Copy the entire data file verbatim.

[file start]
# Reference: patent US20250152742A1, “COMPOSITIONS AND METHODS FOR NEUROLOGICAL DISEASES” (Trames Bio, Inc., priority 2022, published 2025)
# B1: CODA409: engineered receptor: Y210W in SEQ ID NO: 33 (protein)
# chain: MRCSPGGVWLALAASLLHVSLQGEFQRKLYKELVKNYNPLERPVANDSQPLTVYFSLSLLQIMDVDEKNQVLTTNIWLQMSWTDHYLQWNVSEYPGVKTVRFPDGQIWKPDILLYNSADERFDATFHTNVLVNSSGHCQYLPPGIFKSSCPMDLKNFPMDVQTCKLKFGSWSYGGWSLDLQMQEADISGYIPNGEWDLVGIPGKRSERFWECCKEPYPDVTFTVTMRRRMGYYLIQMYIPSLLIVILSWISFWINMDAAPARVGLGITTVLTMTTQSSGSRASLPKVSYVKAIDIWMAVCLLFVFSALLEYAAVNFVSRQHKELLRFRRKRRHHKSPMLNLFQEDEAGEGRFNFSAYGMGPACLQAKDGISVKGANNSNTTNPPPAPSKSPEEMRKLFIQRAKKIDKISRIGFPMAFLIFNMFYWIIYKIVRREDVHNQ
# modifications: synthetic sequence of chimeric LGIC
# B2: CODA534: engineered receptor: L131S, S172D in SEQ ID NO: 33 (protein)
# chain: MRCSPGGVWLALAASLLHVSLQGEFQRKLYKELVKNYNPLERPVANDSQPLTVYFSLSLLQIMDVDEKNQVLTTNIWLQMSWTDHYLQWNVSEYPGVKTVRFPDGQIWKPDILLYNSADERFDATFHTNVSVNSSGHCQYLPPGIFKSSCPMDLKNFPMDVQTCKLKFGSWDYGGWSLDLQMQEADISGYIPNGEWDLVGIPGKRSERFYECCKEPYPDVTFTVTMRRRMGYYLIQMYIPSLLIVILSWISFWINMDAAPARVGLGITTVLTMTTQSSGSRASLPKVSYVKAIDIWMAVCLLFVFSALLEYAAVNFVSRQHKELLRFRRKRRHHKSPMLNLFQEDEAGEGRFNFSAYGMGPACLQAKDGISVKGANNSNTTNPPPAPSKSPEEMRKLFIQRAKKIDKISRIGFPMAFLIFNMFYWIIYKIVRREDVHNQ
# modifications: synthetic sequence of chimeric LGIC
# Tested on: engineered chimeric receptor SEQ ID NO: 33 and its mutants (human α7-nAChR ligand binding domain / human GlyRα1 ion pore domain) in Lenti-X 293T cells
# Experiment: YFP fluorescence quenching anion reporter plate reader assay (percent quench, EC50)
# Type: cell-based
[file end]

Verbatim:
# Reference: patent US20250152742A1, “COMPOSITIONS AND METHODS FOR NEUROLOGICAL DISEASES” (Trames Bio, Inc., priority 2022, published 2025)
# B1: CODA409: engineered receptor: Y210W in SEQ ID NO: 33 (protein)
# chain: MRCSPGGVWLALAASLLHVSLQGEFQRKLYKELVKNYNPLERPVANDSQPLTVYFSLSLLQIMDVDEKNQVLTTNIWLQMSWTDHYLQWNVSEYPGVKTVRFPDGQIWKPDILLYNSADERFDATFHTNVLVNSSGHCQYLPPGIFKSSCPMDLKNFPMDVQTCKLKFGSWSYGGWSLDLQMQEADISGYIPNGEWDLVGIPGKRSERFWECCKEPYPDVTFTVTMRRRMGYYLIQMYIPSLLIVILSWISFWINMDAAPARVGLGITTVLTMTTQSSGSRASLPKVSYVKAIDIWMAVCLLFVFSALLEYAAVNFVSRQHKELLRFRRKRRHHKSPMLNLFQEDEAGEGRFNFSAYGMGPACLQAKDGISVKGANNSNTTNPPPAPSKSPEEMRKLFIQRAKKIDKISRIGFPMAFLIFNMFYWIIYKIVRREDVHNQ
# modifications: synthetic sequence of chimeric LGIC
# B2: CODA534: engineered receptor: L131S, S172D in SEQ ID NO: 33 (protein)
# chain: MRCSPGGVWLALAASLLHVSLQGEFQRKLYKELVKNYNPLERPVANDSQPLTVYFSLSLLQIMDVDEKNQVLTTNIWLQMSWTDHYLQWNVSEYPGVKTVRFPDGQIWKPDILLYNSADERFDATFHTNVSVNSSGHCQYLPPGIFKSSCPMDLKNFPMDVQTCKLKFGSWDYGGWSLDLQMQEADISGYIPNGEWDLVGIPGKRSERFYECCKEPYPDVTFTVTMRRRMGYYLIQMYIPSLLIVILSWISFWINMDAAPARVGLGITTVLTMTTQSSGSRASLPKVSYVKAIDIWMAVCLLFVFSALLEYAAVNFVSRQHKELLRFRRKRRHHKSPMLNLFQEDEAGEGRFNFSAYGMGPACLQAKDGISVKGANNSNTTNPPPAPSKSPEEMRKLFIQRAKKIDKISRIGFPMAFLIFNMFYWIIYKIVRREDVHNQ
# modifications: synthetic sequence of chimeric LGIC
# Tested on: engineered chimeric receptor SEQ ID NO: 33 and its mutants (human α7-nAChR ligand binding domain / human GlyRα1 ion pore domain) in Lenti-X 293T cells
# Experiment: YFP fluorescence quenching anion reporter plate reader assay (percent quench, EC50)
# Type: cell-based